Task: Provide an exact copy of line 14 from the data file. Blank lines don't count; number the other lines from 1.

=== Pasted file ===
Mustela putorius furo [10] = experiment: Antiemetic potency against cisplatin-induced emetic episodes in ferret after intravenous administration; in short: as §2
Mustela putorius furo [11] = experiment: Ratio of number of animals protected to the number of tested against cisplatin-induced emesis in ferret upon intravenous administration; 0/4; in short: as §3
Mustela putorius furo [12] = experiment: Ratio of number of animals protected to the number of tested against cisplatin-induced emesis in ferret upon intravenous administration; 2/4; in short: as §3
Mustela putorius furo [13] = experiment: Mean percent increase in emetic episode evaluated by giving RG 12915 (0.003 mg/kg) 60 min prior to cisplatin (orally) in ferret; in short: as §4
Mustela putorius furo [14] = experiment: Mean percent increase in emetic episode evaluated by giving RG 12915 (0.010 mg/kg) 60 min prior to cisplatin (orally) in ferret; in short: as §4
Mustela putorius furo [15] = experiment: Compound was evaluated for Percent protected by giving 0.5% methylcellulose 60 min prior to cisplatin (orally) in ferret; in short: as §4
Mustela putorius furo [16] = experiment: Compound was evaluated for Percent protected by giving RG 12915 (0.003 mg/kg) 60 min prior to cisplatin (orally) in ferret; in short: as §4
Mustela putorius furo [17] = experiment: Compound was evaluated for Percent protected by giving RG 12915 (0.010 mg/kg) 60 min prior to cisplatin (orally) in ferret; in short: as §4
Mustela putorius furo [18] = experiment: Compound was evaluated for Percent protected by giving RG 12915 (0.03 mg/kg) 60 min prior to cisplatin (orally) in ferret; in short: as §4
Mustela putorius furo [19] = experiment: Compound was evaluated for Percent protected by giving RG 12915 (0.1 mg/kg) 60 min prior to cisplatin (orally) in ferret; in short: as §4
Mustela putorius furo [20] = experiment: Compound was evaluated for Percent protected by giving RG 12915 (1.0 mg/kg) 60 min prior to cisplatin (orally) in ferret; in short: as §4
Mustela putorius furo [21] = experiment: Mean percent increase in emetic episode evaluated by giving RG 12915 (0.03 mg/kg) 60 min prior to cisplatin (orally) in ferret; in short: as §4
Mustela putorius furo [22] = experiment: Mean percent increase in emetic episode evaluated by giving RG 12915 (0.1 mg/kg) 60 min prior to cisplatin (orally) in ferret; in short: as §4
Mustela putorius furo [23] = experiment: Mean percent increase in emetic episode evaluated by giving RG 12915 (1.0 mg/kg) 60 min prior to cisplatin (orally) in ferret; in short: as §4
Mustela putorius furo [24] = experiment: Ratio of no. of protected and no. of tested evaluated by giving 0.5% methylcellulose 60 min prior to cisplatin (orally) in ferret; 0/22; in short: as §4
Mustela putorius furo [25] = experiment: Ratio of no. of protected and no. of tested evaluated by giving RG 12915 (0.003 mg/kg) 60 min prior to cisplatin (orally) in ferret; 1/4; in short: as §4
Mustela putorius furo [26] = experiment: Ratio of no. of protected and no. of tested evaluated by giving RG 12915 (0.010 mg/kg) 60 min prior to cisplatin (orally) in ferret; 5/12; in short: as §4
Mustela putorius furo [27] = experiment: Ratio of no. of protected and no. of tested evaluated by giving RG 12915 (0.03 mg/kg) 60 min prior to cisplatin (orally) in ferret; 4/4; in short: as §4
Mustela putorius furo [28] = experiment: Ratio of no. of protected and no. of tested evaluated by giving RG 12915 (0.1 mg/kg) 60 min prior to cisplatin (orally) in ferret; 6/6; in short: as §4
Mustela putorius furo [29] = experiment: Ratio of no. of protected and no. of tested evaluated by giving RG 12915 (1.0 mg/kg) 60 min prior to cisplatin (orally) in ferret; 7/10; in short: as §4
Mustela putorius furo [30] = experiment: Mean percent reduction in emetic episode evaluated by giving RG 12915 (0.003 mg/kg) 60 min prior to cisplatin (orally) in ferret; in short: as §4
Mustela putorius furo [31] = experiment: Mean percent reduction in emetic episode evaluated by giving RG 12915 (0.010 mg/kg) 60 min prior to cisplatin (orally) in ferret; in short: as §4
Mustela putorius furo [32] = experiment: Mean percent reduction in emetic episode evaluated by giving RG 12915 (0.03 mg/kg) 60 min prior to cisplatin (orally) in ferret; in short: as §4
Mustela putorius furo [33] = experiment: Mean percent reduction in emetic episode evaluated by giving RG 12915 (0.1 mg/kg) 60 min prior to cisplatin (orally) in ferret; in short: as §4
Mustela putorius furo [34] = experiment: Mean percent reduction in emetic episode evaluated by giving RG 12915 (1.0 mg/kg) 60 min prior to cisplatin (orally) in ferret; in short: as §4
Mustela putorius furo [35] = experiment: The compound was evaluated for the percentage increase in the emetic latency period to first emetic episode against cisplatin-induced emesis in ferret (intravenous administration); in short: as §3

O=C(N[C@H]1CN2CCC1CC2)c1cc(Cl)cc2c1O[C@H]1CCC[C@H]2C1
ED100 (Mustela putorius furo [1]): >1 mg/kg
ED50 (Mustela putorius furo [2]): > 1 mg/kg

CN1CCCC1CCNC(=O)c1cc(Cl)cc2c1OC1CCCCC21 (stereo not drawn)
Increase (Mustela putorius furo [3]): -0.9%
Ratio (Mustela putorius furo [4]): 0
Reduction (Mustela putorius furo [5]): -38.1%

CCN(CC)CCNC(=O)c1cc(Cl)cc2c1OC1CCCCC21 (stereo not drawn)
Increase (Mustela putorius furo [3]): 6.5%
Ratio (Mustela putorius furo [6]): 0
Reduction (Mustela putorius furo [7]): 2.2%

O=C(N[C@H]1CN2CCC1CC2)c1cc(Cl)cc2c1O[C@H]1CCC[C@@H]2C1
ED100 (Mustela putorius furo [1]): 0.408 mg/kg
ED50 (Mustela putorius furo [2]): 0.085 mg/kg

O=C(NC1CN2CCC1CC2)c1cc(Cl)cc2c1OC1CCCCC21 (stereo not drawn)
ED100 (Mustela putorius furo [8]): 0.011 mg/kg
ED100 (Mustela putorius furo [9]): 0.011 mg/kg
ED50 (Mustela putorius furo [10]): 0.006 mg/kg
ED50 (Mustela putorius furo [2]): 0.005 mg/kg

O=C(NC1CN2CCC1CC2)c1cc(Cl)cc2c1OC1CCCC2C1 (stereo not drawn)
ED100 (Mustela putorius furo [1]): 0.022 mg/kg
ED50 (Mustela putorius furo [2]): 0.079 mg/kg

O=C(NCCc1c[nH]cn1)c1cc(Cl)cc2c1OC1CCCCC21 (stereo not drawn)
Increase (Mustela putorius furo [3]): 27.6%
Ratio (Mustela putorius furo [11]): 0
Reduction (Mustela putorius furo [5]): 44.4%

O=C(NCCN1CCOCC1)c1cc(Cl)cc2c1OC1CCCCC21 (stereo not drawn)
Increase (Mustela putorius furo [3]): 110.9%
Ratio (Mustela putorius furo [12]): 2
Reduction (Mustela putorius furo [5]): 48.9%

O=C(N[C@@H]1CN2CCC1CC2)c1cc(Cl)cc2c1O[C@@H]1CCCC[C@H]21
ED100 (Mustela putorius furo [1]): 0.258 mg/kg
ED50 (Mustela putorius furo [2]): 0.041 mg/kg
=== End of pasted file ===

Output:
Mustela putorius furo [23] = experiment: Mean percent increase in emetic episode evaluated by giving RG 12915 (1.0 mg/kg) 60 min prior to cisplatin (orally) in ferret; in short: as §4